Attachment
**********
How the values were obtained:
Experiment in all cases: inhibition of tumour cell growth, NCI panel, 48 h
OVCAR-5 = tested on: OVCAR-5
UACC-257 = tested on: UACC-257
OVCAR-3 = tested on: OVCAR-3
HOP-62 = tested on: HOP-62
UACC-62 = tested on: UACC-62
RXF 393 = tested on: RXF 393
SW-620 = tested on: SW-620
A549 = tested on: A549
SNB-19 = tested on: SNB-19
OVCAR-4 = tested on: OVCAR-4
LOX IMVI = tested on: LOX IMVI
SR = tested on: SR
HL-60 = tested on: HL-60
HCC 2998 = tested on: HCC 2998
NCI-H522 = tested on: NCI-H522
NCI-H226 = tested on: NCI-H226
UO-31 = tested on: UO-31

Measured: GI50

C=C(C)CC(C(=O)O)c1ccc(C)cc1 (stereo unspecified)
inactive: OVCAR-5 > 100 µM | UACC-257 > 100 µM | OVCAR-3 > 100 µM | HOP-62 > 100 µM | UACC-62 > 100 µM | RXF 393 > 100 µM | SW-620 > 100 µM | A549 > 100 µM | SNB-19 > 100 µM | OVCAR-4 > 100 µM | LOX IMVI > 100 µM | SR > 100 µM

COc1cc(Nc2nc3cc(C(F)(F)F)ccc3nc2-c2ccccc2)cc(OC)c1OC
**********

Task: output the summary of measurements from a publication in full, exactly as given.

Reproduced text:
How the values were obtained:
Experiment in all cases: inhibition of tumour cell growth, NCI panel, 48 h
OVCAR-5 = tested on: OVCAR-5
UACC-257 = tested on: UACC-257
OVCAR-3 = tested on: OVCAR-3
HOP-62 = tested on: HOP-62
UACC-62 = tested on: UACC-62
RXF 393 = tested on: RXF 393
SW-620 = tested on: SW-620
A549 = tested on: A549
SNB-19 = tested on: SNB-19
OVCAR-4 = tested on: OVCAR-4
LOX IMVI = tested on: LOX IMVI
SR = tested on: SR
HL-60 = tested on: HL-60
HCC 2998 = tested on: HCC 2998
NCI-H522 = tested on: NCI-H522
NCI-H226 = tested on: NCI-H226
UO-31 = tested on: UO-31

Measured: GI50

C=C(C)CC(C(=O)O)c1ccc(C)cc1 (stereo unspecified)
inactive: OVCAR-5 > 100 µM | UACC-257 > 100 µM | OVCAR-3 > 100 µM | HOP-62 > 100 µM | UACC-62 > 100 µM | RXF 393 > 100 µM | SW-620 > 100 µM | A549 > 100 µM | SNB-19 > 100 µM | OVCAR-4 > 100 µM | LOX IMVI > 100 µM | SR > 100 µM

COc1cc(Nc2nc3cc(C(F)(F)F)ccc3nc2-c2ccccc2)cc(OC)c1OC